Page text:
The parents of two children killed by carbon monoxide poisoning while on holiday have endorsed a new safety campaign about the dangers of the gas, the BBC has reported.
Christi and Bobby Shepherd, from Horbury, West Yorkshire, died from toxic gas fumes at a hotel in Corfu booked through Thomas Cook in 2006.
An inquest into their deaths ruled the pair were unlawfully killed and the company had breached its duty of care.
Their parents Sharon Wood and Neil Shepherd have welcomed the campaign, which was instigated by Thomas Cook.
The holiday company said it would “raise an initial £1m” to “fund research into protection from carbon monoxide, limit the risks associated with carbon monoxide and raise general awareness of the related dangers”.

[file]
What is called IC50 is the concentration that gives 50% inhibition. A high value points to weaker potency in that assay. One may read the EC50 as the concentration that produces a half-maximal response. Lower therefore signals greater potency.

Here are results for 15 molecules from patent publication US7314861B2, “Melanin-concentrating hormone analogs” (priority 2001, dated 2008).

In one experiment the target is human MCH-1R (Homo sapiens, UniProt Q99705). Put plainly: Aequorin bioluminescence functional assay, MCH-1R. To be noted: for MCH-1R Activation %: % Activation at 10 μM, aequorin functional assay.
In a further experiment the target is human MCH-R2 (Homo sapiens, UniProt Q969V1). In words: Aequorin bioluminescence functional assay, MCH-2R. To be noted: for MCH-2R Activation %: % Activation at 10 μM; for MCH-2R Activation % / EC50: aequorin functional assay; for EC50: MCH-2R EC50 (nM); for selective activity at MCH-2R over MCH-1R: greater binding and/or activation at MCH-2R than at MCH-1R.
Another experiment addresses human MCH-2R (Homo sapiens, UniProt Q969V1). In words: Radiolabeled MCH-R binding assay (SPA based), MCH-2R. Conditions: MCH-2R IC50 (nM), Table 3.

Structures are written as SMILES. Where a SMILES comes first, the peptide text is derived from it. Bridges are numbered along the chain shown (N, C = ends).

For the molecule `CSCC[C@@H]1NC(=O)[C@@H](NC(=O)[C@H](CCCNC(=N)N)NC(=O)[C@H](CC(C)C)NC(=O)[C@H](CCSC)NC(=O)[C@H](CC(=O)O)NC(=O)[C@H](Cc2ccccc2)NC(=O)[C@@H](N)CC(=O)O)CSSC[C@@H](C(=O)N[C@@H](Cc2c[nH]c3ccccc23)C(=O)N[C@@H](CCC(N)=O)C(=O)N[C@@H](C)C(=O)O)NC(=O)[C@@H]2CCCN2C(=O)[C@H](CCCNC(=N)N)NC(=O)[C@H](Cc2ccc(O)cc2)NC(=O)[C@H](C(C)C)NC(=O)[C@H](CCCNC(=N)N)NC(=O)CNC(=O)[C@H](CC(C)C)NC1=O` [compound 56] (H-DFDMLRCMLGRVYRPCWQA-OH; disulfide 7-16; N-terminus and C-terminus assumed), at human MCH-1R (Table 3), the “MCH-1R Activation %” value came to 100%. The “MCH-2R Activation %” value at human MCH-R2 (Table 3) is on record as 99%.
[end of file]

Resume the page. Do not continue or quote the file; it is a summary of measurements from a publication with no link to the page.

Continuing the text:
Mrs Wood and Mr Shepherd had agreed to support the initiative and would be taking an active role in promoting its aims, the operator said.
Thomas Cook was widely criticised for its treatment of the family during the inquest last month.
Christi, 7, and Bobby, 6, were on holiday with their father and his now wife, Ruth, when they died.
The inquest at Wakefield Coroner’s Court heard they were poisoned by a faulty gas boiler at the Louis Corcyra Beach Hotel, which was attached to the side of the bungalow where the family were staying.
A criminal trial held in Greece in 2010 cleared Thomas Cook of any responsibility but found the hotel’s manager and two members of staff guilty of manslaughter by negligence.
The Crown Prosecution Service said it was re-examining evidence in the case.